ArrowXL has defended renewed accusations from a section of its workforce that it is offering 'poverty pay rates' and insisted ongoing strikes had caused minimal disruption.

The 350 workers, who represent less than 30% of the overall workforce, undertake two-person deliveries for retailers including Amazon, Very Group, LG Electronics, Richer Sounds and Buy it Direct and have been taking strike action every Tuesday, Thursday and Saturday since Monday 24 October.

Unite members employed by the delivery firm are demonstrating outside the company’s head office in Liverpool today (22 November) in an attempt to ramp up their industrial action, which is due to last until Christmas.

They include warehouse workers, drivers and customer care staff, who Unite claims only receive the minimum wage of £9.50 an hour.

The union said this was 'in sharp contrast to the highest paid director at Arrow XL, who was paid £539,000 in 2021, an 84% pay rise on the previous year'.

However, an ArrowXL spokesperson said: "We have seen minimal disruption across the sites as a result of the strike action.

"We have already awarded all colleagues the increase that was offered during the negotiations that equates to an average of 8.25% (range of 5% to 35.6%) and made enhancements to sick, maternity, paternity and jury service pay as we are mindful of the cost of living challenges our people are facing.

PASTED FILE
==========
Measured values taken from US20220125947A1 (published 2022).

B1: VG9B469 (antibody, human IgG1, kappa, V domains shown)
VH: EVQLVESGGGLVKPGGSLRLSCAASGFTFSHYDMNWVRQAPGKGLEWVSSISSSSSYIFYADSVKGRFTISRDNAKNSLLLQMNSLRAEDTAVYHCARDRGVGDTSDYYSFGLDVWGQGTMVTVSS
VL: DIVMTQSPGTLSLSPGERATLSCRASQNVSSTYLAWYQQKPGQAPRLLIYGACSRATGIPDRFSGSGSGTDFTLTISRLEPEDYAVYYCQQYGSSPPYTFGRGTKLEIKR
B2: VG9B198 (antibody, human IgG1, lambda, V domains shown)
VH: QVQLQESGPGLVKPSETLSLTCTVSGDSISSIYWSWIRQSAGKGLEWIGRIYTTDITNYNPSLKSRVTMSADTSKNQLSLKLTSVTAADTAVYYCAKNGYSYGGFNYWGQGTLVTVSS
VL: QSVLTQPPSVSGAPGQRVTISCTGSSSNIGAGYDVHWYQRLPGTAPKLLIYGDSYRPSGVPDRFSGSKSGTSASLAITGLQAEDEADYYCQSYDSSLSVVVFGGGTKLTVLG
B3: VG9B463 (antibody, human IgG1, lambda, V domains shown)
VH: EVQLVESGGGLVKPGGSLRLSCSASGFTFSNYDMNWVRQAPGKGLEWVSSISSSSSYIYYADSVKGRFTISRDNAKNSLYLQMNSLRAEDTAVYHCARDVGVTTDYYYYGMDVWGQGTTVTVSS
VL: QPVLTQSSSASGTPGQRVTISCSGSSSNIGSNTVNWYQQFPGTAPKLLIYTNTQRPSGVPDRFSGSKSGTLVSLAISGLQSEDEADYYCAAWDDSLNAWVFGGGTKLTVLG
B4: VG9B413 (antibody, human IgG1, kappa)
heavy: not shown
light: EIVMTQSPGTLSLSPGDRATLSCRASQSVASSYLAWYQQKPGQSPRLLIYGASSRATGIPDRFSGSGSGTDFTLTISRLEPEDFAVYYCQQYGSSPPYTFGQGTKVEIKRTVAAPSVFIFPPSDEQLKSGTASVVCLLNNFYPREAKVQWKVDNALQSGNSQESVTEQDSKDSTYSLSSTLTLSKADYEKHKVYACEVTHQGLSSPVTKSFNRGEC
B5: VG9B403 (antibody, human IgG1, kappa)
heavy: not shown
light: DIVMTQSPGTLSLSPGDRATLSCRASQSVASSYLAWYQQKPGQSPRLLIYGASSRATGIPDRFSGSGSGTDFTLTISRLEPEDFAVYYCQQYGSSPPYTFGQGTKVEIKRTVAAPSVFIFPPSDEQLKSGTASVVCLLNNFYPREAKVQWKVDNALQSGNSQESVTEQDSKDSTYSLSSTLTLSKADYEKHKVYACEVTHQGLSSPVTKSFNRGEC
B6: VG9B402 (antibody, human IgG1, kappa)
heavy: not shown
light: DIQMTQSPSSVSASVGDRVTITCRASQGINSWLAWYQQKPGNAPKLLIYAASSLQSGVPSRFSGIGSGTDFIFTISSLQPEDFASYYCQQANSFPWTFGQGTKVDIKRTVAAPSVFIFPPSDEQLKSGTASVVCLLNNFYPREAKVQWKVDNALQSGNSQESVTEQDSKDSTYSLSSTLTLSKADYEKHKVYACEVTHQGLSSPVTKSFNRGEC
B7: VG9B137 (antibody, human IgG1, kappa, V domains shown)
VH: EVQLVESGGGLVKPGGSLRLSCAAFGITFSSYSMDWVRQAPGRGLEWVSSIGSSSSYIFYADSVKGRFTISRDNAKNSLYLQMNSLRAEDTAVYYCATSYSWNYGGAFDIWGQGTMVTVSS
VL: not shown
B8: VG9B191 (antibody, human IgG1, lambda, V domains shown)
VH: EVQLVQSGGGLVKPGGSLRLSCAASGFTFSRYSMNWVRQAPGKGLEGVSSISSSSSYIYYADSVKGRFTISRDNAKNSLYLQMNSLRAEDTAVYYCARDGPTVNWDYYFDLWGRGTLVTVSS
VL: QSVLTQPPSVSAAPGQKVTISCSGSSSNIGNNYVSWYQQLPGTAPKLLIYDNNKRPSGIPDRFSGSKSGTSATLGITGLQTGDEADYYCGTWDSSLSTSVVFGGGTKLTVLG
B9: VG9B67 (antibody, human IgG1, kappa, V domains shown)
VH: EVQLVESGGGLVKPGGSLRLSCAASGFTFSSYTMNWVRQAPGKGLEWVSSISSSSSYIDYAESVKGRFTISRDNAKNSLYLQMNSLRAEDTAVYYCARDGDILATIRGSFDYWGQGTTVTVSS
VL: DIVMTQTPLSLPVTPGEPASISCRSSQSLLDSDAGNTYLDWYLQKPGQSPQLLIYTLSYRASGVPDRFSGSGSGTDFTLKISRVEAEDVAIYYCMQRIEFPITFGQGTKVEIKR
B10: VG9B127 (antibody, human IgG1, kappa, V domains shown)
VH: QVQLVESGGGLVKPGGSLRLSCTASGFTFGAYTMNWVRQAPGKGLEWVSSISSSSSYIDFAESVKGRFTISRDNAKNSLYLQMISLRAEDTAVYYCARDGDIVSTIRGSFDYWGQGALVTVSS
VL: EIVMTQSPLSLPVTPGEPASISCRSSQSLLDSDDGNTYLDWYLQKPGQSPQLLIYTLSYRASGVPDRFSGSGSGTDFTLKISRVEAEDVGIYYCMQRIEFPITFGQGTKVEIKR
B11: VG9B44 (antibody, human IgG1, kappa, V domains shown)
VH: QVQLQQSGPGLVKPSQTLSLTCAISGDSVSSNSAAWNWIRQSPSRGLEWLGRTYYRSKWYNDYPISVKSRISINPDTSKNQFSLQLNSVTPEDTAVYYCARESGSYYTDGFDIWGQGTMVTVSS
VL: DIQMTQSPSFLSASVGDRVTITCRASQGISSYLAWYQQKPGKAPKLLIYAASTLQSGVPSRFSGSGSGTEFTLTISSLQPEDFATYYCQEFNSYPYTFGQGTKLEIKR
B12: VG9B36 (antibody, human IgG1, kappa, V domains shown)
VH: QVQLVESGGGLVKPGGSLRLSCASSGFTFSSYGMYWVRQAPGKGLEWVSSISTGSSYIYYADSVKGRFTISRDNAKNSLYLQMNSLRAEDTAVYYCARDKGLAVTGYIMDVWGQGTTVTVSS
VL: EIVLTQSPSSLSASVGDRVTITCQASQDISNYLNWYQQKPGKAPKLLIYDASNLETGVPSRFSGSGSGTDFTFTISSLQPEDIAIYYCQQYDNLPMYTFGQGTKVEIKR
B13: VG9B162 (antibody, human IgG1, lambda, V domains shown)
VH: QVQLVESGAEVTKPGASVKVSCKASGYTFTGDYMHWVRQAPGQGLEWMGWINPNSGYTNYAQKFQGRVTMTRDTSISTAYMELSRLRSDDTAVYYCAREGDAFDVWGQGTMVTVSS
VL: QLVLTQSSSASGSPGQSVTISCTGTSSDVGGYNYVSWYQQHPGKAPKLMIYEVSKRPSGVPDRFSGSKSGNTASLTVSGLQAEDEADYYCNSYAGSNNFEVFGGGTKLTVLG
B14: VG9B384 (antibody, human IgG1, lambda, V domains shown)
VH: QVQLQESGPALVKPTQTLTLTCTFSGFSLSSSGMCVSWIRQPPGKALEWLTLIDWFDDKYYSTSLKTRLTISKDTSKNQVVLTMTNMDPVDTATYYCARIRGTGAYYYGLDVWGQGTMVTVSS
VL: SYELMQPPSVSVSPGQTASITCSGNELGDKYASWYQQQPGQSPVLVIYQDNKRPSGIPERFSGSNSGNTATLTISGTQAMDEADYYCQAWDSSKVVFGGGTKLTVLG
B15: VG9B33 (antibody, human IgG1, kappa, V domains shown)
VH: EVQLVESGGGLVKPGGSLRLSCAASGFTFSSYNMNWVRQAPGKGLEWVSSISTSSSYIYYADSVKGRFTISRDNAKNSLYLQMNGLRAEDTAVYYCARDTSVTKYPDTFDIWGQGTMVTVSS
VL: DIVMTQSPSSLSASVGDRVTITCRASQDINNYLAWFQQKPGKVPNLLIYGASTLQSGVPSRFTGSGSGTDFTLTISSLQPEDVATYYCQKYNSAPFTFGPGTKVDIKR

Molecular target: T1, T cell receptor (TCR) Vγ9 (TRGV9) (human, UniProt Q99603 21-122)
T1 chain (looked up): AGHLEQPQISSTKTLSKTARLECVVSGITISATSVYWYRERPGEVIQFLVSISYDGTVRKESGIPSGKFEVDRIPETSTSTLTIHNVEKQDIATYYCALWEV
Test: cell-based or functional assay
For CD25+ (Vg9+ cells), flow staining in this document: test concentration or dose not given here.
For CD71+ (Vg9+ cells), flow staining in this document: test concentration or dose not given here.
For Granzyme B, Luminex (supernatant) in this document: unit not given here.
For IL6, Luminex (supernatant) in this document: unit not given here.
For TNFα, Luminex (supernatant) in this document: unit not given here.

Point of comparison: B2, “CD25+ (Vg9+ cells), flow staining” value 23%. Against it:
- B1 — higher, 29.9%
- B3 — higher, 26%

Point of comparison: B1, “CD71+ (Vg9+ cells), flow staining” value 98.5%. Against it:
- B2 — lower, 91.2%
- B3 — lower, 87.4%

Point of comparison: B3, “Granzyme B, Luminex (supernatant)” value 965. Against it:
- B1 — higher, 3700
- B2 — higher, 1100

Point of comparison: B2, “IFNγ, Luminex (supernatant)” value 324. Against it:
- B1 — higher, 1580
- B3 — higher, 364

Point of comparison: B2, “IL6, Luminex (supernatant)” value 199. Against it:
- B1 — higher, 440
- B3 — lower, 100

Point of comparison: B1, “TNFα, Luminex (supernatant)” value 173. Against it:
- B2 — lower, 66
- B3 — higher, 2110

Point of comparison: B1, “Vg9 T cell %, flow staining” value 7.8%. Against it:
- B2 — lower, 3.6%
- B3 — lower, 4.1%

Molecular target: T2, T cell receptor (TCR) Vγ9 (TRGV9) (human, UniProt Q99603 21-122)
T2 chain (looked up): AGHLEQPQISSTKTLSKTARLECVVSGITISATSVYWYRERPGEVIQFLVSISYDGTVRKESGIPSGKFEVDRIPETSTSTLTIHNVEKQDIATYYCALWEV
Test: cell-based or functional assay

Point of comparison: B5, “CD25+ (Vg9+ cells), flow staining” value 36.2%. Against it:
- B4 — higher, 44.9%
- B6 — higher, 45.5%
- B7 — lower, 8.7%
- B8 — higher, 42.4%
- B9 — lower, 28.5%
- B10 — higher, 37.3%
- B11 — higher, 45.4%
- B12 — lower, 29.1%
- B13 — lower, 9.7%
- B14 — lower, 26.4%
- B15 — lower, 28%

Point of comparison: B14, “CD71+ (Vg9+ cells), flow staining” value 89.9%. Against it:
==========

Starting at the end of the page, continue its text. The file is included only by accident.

"The pay award has already been backdated to 1 July 2022 and follows a series of increasing awards over the last few years of 3.5% in 2021 and 2.8% in 2020. Pay will be reviewed again in less than two months’ time in January 2023.

"We are extremely disappointed to be in this situation as we believe our pay offer to be fair, particularly in the light of our significantly increased operating costs and the need to keep home delivery charges reasonable for consumers. We would like to express our utmost thanks and appreciation to all colleagues who continue to attend work as normal, we are very grateful for their ongoing support."

Responding, Unite general secretary Sharon Graham said: “The workers at Arrow can’t and won’t accept poverty pay rates any longer. It appears that the company’s management is trying to pretend the dispute is not happening, which is why Unite is bringing its workers to its door.

“Arrow’s ultimate owners are billionaires and they should be shocked that one of their companies is paying its workers so poorly.

“Unite is the union which always puts the jobs, pay and conditions of its members first and our members at Arrow will receive the union’s unflinching support.”

Added Unite national officer Adrian Jones: “The strike action is playing havoc with the delivery schedules of Arrow’s clients and this is only going to get worse as Christmas approaches and demand increases. This dispute is entirely of Arrow’s own making. It has had many opportunities to resolve the dispute but has declined to do so.”